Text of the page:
Wikipedia:I am sorry you feel...
|This page is an essay, containing the advice or opinions of one or more Wikipedia contributors. Essays are not Wikipedia policies or guidelines. Some essays represent widespread norms; others only represent minority viewpoints.|
When the reply to a complaint contains the phrase I am sorry you feel..., the reply is seldom an apology. I am sorry you feel... is an expression of self-justification. The subtext message it conveys is what I did is perfectly fine; your reaction is inappropriate. Responses that begin this way usually segue to attempts at amateur psychology that insinuate cognitive dysfunction in the person who complained, and express pity.
I am sorry you feel... can be counterproductive because it frequently communicates condescension and insincerity.
A better way to respond to complaints, when no actual regret is felt, is to answer in a polite but clear manner that respects the basic intelligence and perspective of the other person.
The advice contained in this page applies mainly to cases when an apology should really have been offered. It does not necessarily preclude expressions of sympathy phrased this way, in which the speaker doesn't actually have anything to apologize for. Some (but not all) authors consider however that trying to convey sympathy or empathy using this expression is a faux pas because the expression can be interpreted as carrying a hidden message laying some blame on the recipient (i.e. "sorry you feel that way [... but it's really your own fault]"). A similar but less controversial way of expressing empathy would be "I [can] understand/see why you feel that way". (See the literature section for various viewpoints.)
While genuine expressions of empathy may be communicated using expressions such as these, they can also be used for a more subtle effect on communication known as fogging, meaning that they let criticism "pass through" the speaker (irrespective of whether the speaker should be apportioned some blame), usually ending that particular direction of the conversation. Some communication books advise for example the use such tactics when an employee belonging to a large organization is communicating some policy issue or a matter of fact that the employee himself has little power to change. That kind of situation may be encountered in Wikipedia when an admin applies a policy that may seem harsh but has some kind of bright line provision, or when a software or policy feature is found irritating by the community but is mandated by the Wikimedia Foundation.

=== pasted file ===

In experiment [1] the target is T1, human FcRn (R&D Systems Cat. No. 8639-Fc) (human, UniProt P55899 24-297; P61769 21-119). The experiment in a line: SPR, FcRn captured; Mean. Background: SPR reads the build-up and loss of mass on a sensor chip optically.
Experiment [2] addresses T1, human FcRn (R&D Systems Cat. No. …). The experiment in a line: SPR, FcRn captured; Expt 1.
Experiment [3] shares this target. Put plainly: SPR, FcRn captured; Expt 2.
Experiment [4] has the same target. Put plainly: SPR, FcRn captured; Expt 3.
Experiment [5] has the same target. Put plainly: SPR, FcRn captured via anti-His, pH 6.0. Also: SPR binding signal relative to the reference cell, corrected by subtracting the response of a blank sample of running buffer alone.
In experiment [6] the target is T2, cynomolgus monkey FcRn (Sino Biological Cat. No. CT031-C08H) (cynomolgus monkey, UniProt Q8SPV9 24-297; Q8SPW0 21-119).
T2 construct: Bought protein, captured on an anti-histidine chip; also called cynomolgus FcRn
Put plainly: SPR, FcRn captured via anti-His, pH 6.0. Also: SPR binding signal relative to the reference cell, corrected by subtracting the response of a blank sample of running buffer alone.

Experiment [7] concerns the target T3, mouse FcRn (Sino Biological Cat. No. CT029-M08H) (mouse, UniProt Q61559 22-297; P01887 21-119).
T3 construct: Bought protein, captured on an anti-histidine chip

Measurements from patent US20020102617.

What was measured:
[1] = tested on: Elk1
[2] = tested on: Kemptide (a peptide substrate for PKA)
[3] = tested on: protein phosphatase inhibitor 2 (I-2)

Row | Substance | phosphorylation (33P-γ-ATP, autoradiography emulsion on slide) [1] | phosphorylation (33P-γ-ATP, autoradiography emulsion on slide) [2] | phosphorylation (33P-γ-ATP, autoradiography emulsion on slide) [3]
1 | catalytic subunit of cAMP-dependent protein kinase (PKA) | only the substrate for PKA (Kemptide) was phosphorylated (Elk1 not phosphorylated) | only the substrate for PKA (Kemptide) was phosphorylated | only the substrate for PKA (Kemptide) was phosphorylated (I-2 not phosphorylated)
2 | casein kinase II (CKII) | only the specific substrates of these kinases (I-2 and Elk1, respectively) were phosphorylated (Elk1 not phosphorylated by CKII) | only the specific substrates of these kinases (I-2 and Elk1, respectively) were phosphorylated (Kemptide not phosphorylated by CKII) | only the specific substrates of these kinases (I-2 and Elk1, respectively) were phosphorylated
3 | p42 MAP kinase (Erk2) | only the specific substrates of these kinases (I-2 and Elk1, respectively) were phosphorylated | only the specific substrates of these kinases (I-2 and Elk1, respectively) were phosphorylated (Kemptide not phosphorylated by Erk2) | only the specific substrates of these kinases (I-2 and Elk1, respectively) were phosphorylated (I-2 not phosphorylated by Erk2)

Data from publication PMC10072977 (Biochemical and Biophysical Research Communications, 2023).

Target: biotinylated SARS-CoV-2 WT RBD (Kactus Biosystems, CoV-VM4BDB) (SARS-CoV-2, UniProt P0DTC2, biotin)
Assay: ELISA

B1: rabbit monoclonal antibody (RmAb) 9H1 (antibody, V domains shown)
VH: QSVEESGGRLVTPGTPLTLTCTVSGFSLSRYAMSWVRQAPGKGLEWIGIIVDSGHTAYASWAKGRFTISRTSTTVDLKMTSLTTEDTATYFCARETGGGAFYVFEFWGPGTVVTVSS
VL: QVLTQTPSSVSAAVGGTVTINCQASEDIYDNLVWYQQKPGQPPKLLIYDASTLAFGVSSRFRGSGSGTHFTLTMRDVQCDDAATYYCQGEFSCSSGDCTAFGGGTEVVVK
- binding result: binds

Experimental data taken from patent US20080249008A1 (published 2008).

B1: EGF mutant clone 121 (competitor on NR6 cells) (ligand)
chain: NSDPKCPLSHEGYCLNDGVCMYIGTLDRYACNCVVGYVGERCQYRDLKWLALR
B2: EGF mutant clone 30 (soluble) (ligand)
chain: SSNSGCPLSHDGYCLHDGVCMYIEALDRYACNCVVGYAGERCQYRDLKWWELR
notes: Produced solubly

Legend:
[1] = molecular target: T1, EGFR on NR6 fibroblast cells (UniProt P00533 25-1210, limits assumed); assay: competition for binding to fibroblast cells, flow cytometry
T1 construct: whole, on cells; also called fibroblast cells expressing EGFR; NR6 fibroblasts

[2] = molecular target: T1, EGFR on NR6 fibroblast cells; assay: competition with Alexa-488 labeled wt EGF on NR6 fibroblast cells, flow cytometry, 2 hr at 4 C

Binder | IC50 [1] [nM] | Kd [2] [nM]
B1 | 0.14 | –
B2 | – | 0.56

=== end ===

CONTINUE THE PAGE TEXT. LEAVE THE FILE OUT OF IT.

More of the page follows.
- diffusion of responsibility and Little Eichmanns
- Non-apology apology
- Wikipedia:Get over it
- Marie M. Stewart (1971). Business English and communication (4th ed.). McGraw-Hill. p. 501.
- Manuel J. Smith (1975). When I Say No, I Feel Guilty. Batam Books. ISBN 978-0-307-78544-2. This is the classic reference for fogging; it's defined on pp. 104-115 but there are many more examples throughout the book, flagged as such.
- Brent Q. Hafen; Kathryn J. Frandsen (1985). Psychological Emergencies & Crisis Intervention: A Comprehensive Guide for Emergency Personnel. Morton Publishing Company. p. 251. ISBN 978-0-89582-139-3.
- C. Robert Patty; Robert E. Hite (1988). Managing salespeople. Prentice-Hall. p. 418. ISBN 978-0-13-547464-8.
- Sarah Sutton (2006). Say It with Confidence. BBC Active (imprint of Pearson Education). p. 96. ISBN 978-0-563-52000-9.
- Vicki D. Lachman (2009). Ethical Challenges in Health Care: Developing Your Moral Compass. Springer. pp. 56–57. ISBN 978-0-8261-1089-3.
- Michelle Smith with Rita Chandler (2009). Life with Toddlers: 3 Simple Strategies to Ease the Struggle and Raise Happy, Healthy Toddlers (2nd ed.). Michelle Smith. pp. 109–110. ISBN 978-1-4495-4625-0.
- Kelley Robertson (2010). The Secrets of Power Selling: 101 Tips to Help You Improve Your Sales Results. John Wiley and Sons. p. 84. ISBN 978-0-470-67534-2.
- Diane Berenbaum; Tom Larkin (2011). How to Talk to Customers: Create a Great Impression Every Time with MAGIC. Jossey-Bass (an imprint of Wiley). pp. 48–49. ISBN 978-1-118-04735-4.
- Alice MacLachlan; Allen Speight (2012). Justice, Responsibility and Reconciliation in the Wake of Conflict. Springer. p. 196. ISBN 978-94-007-5201-6.
- Melissa Petro (19 March 2012). "“I'm Sorry You Feel That Way” Fauxpology Not Accepted". XoJane.
- Julia Wood (2013). Communication Mosaics: An Introduction to the Field of Communication (7th ed.). Cengage Learning. p. 140. ISBN 1-285-41519-1.
- Isabel Spellman; Lisa Lutz (2013). Isabel Spellman's Guide to Etiquette: What is Wrong with You People. Simon & Schuster. p. 44. ISBN 978-1-4767-4141-3.
- Laura Beck (8 March 2013). "Sorry Not Sorry: How to Non-Apologize". Jezebel.